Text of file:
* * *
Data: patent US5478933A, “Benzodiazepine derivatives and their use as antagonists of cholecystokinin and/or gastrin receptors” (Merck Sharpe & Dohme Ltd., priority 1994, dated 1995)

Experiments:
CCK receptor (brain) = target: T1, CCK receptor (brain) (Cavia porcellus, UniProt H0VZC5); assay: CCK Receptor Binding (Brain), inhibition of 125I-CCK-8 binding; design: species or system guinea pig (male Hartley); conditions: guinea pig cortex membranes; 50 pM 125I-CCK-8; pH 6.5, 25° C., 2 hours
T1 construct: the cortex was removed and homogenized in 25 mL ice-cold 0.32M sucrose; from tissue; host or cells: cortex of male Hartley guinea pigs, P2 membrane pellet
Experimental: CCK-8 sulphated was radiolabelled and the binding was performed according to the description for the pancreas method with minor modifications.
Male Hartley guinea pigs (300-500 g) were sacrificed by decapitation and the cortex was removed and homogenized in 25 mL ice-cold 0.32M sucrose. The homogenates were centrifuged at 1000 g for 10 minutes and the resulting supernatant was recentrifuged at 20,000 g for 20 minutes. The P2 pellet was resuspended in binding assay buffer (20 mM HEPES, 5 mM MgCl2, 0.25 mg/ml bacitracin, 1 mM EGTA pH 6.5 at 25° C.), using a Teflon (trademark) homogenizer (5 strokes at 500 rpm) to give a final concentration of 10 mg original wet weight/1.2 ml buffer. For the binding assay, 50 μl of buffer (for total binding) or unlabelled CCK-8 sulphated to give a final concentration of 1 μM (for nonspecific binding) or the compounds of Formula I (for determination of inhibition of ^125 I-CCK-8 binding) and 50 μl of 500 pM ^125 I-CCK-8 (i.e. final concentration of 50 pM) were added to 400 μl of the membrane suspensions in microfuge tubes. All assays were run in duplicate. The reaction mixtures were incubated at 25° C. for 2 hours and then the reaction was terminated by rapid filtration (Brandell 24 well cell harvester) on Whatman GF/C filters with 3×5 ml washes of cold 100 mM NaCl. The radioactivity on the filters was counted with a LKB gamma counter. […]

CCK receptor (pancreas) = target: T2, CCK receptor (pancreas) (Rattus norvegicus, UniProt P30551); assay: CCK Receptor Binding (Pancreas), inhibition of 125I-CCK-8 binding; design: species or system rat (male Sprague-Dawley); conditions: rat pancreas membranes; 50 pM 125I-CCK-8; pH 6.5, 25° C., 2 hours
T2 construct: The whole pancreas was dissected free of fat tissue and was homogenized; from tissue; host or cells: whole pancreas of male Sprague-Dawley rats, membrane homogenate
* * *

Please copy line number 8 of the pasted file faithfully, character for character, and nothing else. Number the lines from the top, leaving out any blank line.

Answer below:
T2 construct: The whole pancreas was dissected free of fat tissue and was homogenized; from tissue; host or cells: whole pancreas of male Sprague-Dawley rats, membrane homogenate